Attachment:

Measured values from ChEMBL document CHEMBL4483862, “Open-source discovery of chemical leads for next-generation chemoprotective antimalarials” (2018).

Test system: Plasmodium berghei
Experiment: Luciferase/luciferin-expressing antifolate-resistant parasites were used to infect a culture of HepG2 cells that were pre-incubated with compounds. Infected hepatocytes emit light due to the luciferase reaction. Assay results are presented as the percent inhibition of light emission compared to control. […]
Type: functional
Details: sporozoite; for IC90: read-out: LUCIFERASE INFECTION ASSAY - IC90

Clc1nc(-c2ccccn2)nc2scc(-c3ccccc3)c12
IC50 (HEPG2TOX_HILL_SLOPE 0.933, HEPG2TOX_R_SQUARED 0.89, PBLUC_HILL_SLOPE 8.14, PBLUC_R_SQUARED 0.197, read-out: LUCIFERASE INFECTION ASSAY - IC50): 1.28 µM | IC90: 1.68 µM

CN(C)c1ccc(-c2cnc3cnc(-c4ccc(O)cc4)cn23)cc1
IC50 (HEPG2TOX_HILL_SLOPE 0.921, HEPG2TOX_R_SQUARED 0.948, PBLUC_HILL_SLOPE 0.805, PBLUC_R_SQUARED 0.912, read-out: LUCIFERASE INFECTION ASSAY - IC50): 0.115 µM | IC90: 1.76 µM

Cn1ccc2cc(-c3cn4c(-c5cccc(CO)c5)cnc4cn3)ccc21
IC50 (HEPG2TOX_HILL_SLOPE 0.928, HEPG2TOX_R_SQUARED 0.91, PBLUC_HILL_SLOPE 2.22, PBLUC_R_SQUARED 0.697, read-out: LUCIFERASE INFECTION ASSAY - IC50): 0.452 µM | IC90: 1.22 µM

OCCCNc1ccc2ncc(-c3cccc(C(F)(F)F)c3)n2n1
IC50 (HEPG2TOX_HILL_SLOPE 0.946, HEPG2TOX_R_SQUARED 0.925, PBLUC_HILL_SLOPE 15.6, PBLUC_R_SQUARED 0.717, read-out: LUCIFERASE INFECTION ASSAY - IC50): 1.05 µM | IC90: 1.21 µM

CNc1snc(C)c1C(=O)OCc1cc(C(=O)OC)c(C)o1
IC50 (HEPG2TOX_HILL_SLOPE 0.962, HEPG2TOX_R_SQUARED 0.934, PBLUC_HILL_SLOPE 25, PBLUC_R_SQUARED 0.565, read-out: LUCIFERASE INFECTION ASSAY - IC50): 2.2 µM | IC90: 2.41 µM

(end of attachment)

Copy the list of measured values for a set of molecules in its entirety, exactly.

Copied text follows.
Measured values from ChEMBL document CHEMBL4483862, “Open-source discovery of chemical leads for next-generation chemoprotective antimalarials” (2018).

Test system: Plasmodium berghei
Experiment: Luciferase/luciferin-expressing antifolate-resistant parasites were used to infect a culture of HepG2 cells that were pre-incubated with compounds. Infected hepatocytes emit light due to the luciferase reaction. Assay results are presented as the percent inhibition of light emission compared to control. […]
Type: functional
Details: sporozoite; for IC90: read-out: LUCIFERASE INFECTION ASSAY - IC90

Clc1nc(-c2ccccn2)nc2scc(-c3ccccc3)c12
IC50 (HEPG2TOX_HILL_SLOPE 0.933, HEPG2TOX_R_SQUARED 0.89, PBLUC_HILL_SLOPE 8.14, PBLUC_R_SQUARED 0.197, read-out: LUCIFERASE INFECTION ASSAY - IC50): 1.28 µM | IC90: 1.68 µM

CN(C)c1ccc(-c2cnc3cnc(-c4ccc(O)cc4)cn23)cc1
IC50 (HEPG2TOX_HILL_SLOPE 0.921, HEPG2TOX_R_SQUARED 0.948, PBLUC_HILL_SLOPE 0.805, PBLUC_R_SQUARED 0.912, read-out: LUCIFERASE INFECTION ASSAY - IC50): 0.115 µM | IC90: 1.76 µM

Cn1ccc2cc(-c3cn4c(-c5cccc(CO)c5)cnc4cn3)ccc21
IC50 (HEPG2TOX_HILL_SLOPE 0.928, HEPG2TOX_R_SQUARED 0.91, PBLUC_HILL_SLOPE 2.22, PBLUC_R_SQUARED 0.697, read-out: LUCIFERASE INFECTION ASSAY - IC50): 0.452 µM | IC90: 1.22 µM

OCCCNc1ccc2ncc(-c3cccc(C(F)(F)F)c3)n2n1
IC50 (HEPG2TOX_HILL_SLOPE 0.946, HEPG2TOX_R_SQUARED 0.925, PBLUC_HILL_SLOPE 15.6, PBLUC_R_SQUARED 0.717, read-out: LUCIFERASE INFECTION ASSAY - IC50): 1.05 µM | IC90: 1.21 µM

CNc1snc(C)c1C(=O)OCc1cc(C(=O)OC)c(C)o1
IC50 (HEPG2TOX_HILL_SLOPE 0.962, HEPG2TOX_R_SQUARED 0.934, PBLUC_HILL_SLOPE 25, PBLUC_R_SQUARED 0.565, read-out: LUCIFERASE INFECTION ASSAY - IC50): 2.2 µM | IC90: 2.41 µM